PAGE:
What's It Worth by Jeff Hess

Posted: 2022-02-06

When I was a kid in Central Illinois I took great joy in getting a letter addressed to me. They might have been from an aunt or uncle, or maybe just an ad, but I was thrilled to go to the mailbox.

Today I opened a nondescript package from a jeweler in Texas and once again I got the same feeling as that kid at the mailbox. The jeweler, without telling me, sent two extraordinary Cartier pieces from completely different eras and I thought it would be fun to share with you.

Posted: 2022-01-16

We were excited when we got the call. A jeweler in South Florida had come across one of what is considered the Holy Grail of Rolex Submariners. The coveted 6204 is one of the earliest of all Rolex Submariners — made in 1953 with a decidedly different look than today’s Submariners. It’s smaller in size, has no crown guards and is often referred to as the James Bond model.

Posted: 2022-01-09

We recently bought from a Rhode Island jeweler a stunning signed Gumbiner suite of sapphire jewelry valued at well over $200,000.

Posted: 2022-01-02

On the heels of our recent whimsical article on the popularity of pearls worn by men (with included definitions of pearl beads, cultured pearls and rare natural pearls), we bought hundreds of strands of nice larger cultured pearls and 3 small strands of natural pearls from local residents (one natural strand we paid $25,000 for as it was signed, numbered and large with original paperwork from 1937).

Posted: 2021-12-26

Seems a bit untoward to write an advertorial on Christmas weekend about crass buying-and-selling stuff. But this column is about value and without a doubt, family and health are the most valuable things we possess.

When I met Katrina on an online jewelry industry “bulletin board” in the late 1990s, we sparred good naturedly via this now archaic mode of communication about a myriad of jewelry-related topics, but mostly about valuation theory.

Posted: 2021-12-19

The term “collectibles” is a broad one and today’s subject has plenty of subtext.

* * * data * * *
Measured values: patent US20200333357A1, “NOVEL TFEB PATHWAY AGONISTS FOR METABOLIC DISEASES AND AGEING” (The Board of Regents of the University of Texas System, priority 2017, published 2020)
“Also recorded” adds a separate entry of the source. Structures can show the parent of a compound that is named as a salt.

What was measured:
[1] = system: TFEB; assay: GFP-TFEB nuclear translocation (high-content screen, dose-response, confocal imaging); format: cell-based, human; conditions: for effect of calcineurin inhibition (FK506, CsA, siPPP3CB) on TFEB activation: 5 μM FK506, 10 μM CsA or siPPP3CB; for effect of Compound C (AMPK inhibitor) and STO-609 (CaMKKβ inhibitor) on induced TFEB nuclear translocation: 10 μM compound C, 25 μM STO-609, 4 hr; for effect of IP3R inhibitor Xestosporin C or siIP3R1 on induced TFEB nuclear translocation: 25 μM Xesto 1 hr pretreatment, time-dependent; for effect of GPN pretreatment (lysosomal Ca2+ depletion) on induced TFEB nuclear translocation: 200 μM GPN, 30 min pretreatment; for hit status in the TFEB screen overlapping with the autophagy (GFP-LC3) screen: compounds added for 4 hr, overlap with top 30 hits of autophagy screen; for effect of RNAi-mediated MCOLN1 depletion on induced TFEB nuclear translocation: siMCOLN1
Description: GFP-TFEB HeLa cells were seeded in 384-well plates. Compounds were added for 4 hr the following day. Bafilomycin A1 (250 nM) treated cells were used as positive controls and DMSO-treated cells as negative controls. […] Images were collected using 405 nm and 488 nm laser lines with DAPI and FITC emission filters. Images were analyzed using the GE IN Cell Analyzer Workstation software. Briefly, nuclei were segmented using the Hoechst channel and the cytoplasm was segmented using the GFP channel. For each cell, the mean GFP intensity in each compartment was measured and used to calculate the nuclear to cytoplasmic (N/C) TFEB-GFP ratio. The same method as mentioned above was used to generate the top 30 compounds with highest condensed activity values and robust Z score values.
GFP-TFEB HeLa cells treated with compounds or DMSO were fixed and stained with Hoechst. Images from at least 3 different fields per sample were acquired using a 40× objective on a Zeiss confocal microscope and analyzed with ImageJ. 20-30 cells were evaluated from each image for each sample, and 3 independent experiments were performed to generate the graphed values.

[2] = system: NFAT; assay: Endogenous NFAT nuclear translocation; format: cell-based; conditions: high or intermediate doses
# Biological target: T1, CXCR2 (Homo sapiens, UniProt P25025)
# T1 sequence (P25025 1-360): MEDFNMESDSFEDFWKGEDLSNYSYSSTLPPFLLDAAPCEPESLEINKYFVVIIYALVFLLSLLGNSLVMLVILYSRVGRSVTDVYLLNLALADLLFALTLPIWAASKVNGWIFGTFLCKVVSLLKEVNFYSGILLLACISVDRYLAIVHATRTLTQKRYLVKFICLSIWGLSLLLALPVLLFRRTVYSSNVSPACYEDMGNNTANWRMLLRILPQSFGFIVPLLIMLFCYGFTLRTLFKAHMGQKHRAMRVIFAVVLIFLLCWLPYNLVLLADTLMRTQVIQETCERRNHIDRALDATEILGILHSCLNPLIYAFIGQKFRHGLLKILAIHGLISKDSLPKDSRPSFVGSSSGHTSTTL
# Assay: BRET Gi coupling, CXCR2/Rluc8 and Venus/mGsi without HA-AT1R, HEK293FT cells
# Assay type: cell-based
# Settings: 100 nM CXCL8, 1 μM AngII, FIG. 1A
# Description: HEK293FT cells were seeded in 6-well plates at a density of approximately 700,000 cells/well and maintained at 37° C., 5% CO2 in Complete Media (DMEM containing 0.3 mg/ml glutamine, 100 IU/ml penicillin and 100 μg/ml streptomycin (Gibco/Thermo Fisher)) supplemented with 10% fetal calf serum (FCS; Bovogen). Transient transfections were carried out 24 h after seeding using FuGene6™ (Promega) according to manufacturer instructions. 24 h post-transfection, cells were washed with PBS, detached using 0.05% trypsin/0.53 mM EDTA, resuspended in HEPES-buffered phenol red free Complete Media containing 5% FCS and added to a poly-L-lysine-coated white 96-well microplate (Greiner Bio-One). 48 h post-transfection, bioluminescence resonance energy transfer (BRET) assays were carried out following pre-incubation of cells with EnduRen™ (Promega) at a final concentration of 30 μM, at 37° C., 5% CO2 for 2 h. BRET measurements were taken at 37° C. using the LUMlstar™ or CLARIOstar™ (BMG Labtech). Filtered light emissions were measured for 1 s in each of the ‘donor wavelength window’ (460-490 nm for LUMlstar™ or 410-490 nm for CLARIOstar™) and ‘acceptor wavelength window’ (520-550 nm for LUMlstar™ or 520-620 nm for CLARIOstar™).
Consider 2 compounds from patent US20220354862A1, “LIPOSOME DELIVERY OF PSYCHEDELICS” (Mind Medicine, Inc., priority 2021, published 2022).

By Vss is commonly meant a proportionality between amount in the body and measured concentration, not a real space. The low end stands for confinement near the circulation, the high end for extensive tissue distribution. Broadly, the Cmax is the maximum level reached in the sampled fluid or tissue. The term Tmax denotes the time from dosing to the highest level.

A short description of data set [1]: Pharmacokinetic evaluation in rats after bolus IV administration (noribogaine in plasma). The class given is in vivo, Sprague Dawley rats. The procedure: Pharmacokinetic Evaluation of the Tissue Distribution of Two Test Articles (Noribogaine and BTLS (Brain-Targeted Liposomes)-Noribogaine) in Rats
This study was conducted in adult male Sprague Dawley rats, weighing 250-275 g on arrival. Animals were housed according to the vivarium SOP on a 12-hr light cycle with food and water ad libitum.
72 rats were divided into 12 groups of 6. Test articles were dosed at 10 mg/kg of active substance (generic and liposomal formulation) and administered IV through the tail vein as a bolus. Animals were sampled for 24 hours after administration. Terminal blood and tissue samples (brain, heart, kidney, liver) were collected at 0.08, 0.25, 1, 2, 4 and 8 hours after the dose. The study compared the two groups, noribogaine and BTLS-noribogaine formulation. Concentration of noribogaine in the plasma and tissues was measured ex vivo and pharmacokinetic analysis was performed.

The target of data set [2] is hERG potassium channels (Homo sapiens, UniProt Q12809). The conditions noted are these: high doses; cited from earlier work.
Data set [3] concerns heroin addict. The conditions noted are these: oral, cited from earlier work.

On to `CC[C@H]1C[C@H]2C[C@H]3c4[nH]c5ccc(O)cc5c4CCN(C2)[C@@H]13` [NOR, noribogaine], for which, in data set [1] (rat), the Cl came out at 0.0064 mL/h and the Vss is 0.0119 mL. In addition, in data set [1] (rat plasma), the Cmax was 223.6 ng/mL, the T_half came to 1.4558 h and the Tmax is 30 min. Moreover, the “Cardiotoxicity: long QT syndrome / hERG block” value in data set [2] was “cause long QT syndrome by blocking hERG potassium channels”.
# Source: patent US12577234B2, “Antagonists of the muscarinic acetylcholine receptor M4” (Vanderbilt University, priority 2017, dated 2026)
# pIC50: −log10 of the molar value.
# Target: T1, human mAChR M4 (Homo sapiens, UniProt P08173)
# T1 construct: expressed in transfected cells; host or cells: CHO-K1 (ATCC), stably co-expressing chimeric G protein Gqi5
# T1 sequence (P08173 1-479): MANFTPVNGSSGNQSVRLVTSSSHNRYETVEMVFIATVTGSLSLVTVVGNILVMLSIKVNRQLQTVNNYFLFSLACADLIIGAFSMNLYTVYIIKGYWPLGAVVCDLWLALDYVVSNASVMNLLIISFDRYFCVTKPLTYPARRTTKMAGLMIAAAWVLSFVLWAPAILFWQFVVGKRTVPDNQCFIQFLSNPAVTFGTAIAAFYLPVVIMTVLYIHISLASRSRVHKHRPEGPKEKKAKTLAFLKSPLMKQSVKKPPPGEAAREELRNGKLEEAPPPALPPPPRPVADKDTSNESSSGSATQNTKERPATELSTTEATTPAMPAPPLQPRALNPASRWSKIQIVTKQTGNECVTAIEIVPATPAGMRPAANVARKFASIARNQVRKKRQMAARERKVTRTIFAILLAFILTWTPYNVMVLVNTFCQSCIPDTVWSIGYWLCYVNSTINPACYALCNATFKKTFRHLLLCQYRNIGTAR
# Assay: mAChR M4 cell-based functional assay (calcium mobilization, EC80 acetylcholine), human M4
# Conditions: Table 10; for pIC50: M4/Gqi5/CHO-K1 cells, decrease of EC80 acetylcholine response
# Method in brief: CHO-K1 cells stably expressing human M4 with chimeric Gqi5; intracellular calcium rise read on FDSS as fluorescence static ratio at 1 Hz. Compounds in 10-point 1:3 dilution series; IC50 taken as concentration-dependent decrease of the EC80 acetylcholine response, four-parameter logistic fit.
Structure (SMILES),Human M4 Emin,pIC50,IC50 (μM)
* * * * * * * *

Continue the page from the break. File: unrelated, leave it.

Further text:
Anything Cartier is collectible. Just as anything Tiffany is collectible. Or anything made by Patek Philippe. Or anything that has the Corvette logo.

Valuation of such items is difficult. As we have discussed before, the IRS defines value in several legal ways. Retail value, insurance value, wholesale value, fair market value and liquidation are all values that have specific, if sometimes elastic, definitions.

Posted: 2021-12-12

In the world of watchmaking, it is sometimes difficult to sift through the blurred lines of history, promotion, folklore and outright fabrications. Many brands sold today are merely “brands” in the loosest sense. Investors find an old name, gain ownership of that name and start making watches.

Several brands stand out. Patek Philippe, Rolex, Breitling and Ulysse Nardin seem to be the big four that have had largely uninterrupted manufacturing for close to a century.

Posted: 2021-12-05

Did you know we offer no-interest financing on almost everything in our store (thanks to a cozy relationship with a large finance company), and also offer old-fashioned layaway if you put up a down payment? And this is not a new phenomenon. Here is an abridged story about a small jeweler in 1880s Rio de Janerio, Brazil, who saw a marketing opportunity and acted on it.

Posted: 2021-11-07

While it’s universally accepted among gemologists that round brilliant-cut diamonds are the only diamonds that hold their value, we at Old Northeast Jewelers favor a number of other cuts.  

My personal choice is the emerald cut, because it can be used with a variety of designs – including Art Deco and other unusual styles that lend themselves to the rectangular, streamlined look of emerald-cut stones. I personally collect for my customers more unusual shapes, like kites and rhomboids, along with other more interestingly shaped stones.

Posted: 2021-10-24

What's It Worth? Maritime Clocks and Timekeepers - 10.24.2021
Tampa Bay Times.

Christiaan Huygens, Jean-Baptiste Colbert, and John Harrison are all credited with making the first “ships’ chronometers” to be used for navigation at sea, and Ulysse Nardin is credited with almost perfecting them, making them from the late 1800s until 1975, and similar watches for the wrist.

Ships’ clocks remain very popular among collectors, although all one needs to navigate today (if one were to do so with the stars and a timepiece), is a $10 quartz watch.